Boyd Chambers

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Boyd Chambers
Boyd Chambers.png
Chambers pictured in Cincinnatian 1919, Cincinnati yearbook
Sport(s) Football, basketball, baseball
Biographical details
Born (1884-11-10)November 10, 1884[1]
Chambersburg, Ohio
Died April 26, 1964(1964-04-26) (aged 79)[2]
Cincinnati, Ohio
Alma mater Denison University (1906)[3]
Coaching career (HC unless noted)
Football
1909–1916 Marshall
1917 Bethany (WV)
1918–1921 Cincinnati
Basketball
1908–1909 Marshall
1918–1928 Cincinnati
Baseball
1910–1917 Marshall
1919–1928 Cincinnati
1932 Miami (OH)
Head coaching record
Overall 50–44–7 (football)
122–97 (basketball)
163–104–4 (baseball)

Boyd Blaine "Fox" Chambers (November 10, 1884 – April 26, 1964) was an American football, basketball, and baseball coach, and college athletics administrator. He served as the head football coach at Marshall University from 1909 to 1916, at Bethany College in West Virginia in 1917, and at the University of Cincinnati from 1918 to 1921, compiling a career college football record of 50–44–7. Chambers was also the head basketball coach at Marshall during the 1908–09 season and at Cincinnati from 1918 to 1928, tallying a career college basketball mark of 122–97. In addition, he was the head baseball coach at Marshall (1910–1917), Cincinnati (1919–1928), and Miami University (1932), amassing a career college baseball record of 163–104–4.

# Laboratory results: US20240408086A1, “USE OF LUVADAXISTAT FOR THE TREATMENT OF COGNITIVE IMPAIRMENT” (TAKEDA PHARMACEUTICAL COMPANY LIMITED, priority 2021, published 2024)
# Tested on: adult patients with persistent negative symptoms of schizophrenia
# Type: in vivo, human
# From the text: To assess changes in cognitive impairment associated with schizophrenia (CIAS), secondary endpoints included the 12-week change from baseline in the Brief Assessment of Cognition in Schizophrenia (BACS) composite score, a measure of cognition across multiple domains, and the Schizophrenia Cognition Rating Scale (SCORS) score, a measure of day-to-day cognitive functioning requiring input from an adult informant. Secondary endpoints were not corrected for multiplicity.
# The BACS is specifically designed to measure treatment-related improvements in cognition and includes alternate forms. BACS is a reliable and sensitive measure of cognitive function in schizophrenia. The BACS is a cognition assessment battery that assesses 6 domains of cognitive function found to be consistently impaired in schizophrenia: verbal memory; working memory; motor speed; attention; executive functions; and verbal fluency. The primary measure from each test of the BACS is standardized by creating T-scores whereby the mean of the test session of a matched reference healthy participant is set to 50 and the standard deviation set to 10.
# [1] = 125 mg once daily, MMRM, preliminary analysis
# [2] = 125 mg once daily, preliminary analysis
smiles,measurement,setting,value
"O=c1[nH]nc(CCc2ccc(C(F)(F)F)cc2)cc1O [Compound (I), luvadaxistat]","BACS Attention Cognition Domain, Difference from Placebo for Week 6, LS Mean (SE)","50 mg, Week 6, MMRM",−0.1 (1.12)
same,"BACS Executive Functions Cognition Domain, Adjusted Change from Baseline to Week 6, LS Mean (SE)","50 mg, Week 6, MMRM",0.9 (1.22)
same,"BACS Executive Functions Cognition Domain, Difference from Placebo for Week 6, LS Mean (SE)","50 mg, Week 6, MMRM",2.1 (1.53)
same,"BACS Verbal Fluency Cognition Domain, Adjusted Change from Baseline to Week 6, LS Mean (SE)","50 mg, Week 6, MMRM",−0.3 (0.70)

Tower Play controversy[edit]

In 1915 Chambers was involved in a controversy with what would become known as a "Tower Play" during a game between West Virginia Mountaineers and the Marshall Thundering Herd. The Mountaineers were heavily favored and their head coach, Sol Metzger, told the media he would "eat his hat if Marshall scores." Chambers developed a special play to prevent the shutout. On the Thundering Herd fourth possession Marshall moved the ball down to the 15-yard line. Marshall back Dayton Carter came into the game. Marshall quarterback Brad Workman, took the snap and set up to pass. Marshall's tackle, Okey Taylor, and Carter ran toward the end zone. Carter was hoisted onto Taylor shoulders as Workman rifled a high pass in their direction. Carter caught the ball and fell into the end zone for a score. Metzger argued with the officials, but the referee and umpire could find no rule to discount the score. The Mountaineers would go on to win the game with a final score of 92-6.[4]

References[edit]

  1. ^ [1]
  2. ^ [2]
  3. ^ [3]
  4. ^ Woody Woodrum, "Marshall-WVU Series Has Great, Short History" (Herd Insider Magazine) Posted 6-10-2006, accessed 1-27-2007

External links[edit]